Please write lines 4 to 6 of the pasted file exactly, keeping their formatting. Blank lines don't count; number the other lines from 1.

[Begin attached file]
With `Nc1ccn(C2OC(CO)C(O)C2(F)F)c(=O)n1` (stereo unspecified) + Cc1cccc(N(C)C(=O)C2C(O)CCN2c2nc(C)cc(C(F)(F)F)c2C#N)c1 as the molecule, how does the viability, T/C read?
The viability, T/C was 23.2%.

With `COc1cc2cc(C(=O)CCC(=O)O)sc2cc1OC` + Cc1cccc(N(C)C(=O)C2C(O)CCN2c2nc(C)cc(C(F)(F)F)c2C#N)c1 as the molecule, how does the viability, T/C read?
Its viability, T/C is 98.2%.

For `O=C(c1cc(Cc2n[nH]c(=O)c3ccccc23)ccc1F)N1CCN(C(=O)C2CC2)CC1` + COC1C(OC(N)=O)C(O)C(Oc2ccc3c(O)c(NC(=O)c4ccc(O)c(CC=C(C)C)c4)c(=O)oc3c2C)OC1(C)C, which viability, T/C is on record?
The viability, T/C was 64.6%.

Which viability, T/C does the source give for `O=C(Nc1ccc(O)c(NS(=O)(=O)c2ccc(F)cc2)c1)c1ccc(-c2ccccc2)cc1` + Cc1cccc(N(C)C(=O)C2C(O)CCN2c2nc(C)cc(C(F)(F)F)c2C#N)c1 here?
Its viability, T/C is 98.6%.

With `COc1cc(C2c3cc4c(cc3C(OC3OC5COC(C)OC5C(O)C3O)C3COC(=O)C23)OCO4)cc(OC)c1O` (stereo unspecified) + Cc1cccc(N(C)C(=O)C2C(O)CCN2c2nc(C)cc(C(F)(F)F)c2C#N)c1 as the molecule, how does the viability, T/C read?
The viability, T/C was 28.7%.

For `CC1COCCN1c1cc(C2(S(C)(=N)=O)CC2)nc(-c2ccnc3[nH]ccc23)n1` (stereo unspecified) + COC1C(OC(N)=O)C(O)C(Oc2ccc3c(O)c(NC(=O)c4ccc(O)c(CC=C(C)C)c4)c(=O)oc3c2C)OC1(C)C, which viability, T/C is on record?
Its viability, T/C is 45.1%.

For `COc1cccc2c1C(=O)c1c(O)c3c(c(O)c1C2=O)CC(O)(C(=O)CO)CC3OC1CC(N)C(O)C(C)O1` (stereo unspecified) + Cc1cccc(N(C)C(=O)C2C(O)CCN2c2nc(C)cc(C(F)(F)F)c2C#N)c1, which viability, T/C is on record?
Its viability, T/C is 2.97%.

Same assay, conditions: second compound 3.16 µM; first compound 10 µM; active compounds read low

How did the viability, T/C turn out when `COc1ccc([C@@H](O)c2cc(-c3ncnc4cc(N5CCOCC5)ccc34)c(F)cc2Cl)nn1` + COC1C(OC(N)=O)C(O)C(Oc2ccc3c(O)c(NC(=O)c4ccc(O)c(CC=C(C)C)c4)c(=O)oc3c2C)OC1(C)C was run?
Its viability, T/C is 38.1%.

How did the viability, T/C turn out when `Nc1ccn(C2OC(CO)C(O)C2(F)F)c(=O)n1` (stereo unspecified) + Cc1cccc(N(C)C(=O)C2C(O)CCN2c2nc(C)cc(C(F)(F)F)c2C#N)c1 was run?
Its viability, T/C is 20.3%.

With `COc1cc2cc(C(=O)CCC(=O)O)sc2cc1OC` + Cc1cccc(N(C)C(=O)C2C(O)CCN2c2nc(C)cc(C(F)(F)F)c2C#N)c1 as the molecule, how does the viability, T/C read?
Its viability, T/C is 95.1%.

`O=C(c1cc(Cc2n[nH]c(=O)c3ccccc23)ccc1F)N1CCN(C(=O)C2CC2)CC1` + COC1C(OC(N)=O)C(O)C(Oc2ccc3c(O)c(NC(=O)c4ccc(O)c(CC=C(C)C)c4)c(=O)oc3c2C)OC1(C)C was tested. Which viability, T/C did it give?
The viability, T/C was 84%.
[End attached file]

Its viability, T/C is 98.2%.

For `O=C(c1cc(Cc2n[nH]c(=O)c3ccccc23)ccc1F)N1CCN(C(=O)C2CC2)CC1` + COC1C(OC(N)=O)C(O)C(Oc2ccc3c(O)c(NC(=O)c4ccc(O)c(CC=C(C)C)c4)c(=O)oc3c2C)OC1(C)C, which viability, T/C is on record?
The viability, T/C was 64.6%.